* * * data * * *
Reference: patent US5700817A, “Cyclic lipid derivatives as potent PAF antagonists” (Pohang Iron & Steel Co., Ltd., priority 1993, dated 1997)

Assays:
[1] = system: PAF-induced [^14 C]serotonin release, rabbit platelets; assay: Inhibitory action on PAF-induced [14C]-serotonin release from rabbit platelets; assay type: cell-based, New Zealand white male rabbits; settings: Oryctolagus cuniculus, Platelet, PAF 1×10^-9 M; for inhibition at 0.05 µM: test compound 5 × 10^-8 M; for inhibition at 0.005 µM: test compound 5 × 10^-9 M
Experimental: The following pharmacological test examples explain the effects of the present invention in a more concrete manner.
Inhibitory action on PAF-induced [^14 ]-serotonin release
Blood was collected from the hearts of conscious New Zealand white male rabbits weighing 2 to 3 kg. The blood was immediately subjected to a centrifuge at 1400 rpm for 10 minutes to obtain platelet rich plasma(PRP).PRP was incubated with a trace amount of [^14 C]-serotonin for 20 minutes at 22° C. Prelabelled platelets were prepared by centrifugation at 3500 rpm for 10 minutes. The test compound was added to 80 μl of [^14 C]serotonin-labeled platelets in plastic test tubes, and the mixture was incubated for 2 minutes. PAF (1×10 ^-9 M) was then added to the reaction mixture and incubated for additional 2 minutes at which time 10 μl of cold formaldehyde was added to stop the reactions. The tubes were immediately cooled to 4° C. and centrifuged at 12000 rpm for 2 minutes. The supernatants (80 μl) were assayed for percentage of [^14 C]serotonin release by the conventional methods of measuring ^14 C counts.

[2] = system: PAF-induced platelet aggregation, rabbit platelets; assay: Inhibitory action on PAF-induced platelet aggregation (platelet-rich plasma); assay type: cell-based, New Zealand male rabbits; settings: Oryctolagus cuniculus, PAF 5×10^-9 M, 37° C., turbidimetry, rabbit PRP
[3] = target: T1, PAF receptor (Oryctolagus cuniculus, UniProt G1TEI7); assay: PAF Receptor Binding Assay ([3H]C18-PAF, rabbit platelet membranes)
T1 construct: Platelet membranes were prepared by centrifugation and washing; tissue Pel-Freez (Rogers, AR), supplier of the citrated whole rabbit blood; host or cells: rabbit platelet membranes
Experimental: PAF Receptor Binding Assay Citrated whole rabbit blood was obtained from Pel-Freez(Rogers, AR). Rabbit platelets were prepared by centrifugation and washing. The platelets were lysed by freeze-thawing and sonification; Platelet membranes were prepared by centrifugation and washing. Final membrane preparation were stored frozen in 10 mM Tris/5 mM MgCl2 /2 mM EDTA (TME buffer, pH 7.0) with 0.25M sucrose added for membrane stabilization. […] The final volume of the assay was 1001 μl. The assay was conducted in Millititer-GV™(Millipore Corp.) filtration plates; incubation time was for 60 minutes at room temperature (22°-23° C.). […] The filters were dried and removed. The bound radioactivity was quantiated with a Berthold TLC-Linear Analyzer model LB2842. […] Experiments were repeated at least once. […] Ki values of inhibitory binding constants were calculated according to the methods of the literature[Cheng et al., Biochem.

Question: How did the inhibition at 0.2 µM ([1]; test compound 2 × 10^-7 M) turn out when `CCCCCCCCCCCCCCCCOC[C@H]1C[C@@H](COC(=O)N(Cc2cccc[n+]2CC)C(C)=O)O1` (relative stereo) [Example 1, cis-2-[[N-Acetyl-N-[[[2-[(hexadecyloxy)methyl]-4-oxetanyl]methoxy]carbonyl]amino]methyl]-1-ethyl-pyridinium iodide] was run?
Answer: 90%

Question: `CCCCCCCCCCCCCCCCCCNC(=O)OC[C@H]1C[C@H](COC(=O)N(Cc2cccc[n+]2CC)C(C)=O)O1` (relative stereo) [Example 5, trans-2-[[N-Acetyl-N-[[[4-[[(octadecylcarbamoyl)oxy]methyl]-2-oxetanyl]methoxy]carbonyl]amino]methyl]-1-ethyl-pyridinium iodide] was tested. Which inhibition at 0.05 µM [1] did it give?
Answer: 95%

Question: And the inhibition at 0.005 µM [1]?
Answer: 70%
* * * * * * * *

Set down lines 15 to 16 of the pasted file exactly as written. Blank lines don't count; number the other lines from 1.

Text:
Question: And the inhibition at 0.005 µM [1]?
Answer: 70%